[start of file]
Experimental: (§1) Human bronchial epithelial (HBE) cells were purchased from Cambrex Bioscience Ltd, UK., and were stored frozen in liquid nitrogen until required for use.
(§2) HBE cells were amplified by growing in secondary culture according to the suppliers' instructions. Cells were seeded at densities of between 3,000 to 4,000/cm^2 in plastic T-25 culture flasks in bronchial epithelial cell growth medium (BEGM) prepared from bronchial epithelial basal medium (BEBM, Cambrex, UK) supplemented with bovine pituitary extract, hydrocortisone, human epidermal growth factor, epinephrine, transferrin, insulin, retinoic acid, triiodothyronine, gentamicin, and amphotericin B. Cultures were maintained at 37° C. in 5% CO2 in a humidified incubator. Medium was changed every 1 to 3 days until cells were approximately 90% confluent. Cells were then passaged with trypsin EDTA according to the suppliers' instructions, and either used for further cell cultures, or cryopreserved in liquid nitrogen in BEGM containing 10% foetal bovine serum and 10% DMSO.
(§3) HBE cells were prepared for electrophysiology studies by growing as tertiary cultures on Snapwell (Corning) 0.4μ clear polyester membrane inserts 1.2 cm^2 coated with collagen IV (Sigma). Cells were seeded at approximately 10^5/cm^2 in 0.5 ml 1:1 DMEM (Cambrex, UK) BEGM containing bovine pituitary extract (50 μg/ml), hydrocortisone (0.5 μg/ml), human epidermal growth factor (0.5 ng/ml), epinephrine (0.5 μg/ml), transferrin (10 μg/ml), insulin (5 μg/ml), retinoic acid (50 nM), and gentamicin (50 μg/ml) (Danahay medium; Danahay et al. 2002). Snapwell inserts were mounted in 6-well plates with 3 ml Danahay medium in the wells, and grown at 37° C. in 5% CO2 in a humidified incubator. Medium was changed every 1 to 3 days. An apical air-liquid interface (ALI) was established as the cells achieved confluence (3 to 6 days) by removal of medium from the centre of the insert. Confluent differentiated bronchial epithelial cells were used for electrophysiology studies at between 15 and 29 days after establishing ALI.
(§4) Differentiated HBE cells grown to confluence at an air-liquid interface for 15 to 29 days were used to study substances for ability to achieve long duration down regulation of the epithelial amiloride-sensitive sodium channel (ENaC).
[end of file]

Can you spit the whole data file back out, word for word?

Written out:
Experimental: (§1) Human bronchial epithelial (HBE) cells were purchased from Cambrex Bioscience Ltd, UK., and were stored frozen in liquid nitrogen until required for use.
(§2) HBE cells were amplified by growing in secondary culture according to the suppliers' instructions. Cells were seeded at densities of between 3,000 to 4,000/cm^2 in plastic T-25 culture flasks in bronchial epithelial cell growth medium (BEGM) prepared from bronchial epithelial basal medium (BEBM, Cambrex, UK) supplemented with bovine pituitary extract, hydrocortisone, human epidermal growth factor, epinephrine, transferrin, insulin, retinoic acid, triiodothyronine, gentamicin, and amphotericin B. Cultures were maintained at 37° C. in 5% CO2 in a humidified incubator. Medium was changed every 1 to 3 days until cells were approximately 90% confluent. Cells were then passaged with trypsin EDTA according to the suppliers' instructions, and either used for further cell cultures, or cryopreserved in liquid nitrogen in BEGM containing 10% foetal bovine serum and 10% DMSO.
(§3) HBE cells were prepared for electrophysiology studies by growing as tertiary cultures on Snapwell (Corning) 0.4μ clear polyester membrane inserts 1.2 cm^2 coated with collagen IV (Sigma). Cells were seeded at approximately 10^5/cm^2 in 0.5 ml 1:1 DMEM (Cambrex, UK) BEGM containing bovine pituitary extract (50 μg/ml), hydrocortisone (0.5 μg/ml), human epidermal growth factor (0.5 ng/ml), epinephrine (0.5 μg/ml), transferrin (10 μg/ml), insulin (5 μg/ml), retinoic acid (50 nM), and gentamicin (50 μg/ml) (Danahay medium; Danahay et al. 2002). Snapwell inserts were mounted in 6-well plates with 3 ml Danahay medium in the wells, and grown at 37° C. in 5% CO2 in a humidified incubator. Medium was changed every 1 to 3 days. An apical air-liquid interface (ALI) was established as the cells achieved confluence (3 to 6 days) by removal of medium from the centre of the insert. Confluent differentiated bronchial epithelial cells were used for electrophysiology studies at between 15 and 29 days after establishing ALI.
(§4) Differentiated HBE cells grown to confluence at an air-liquid interface for 15 to 29 days were used to study substances for ability to achieve long duration down regulation of the epithelial amiloride-sensitive sodium channel (ENaC).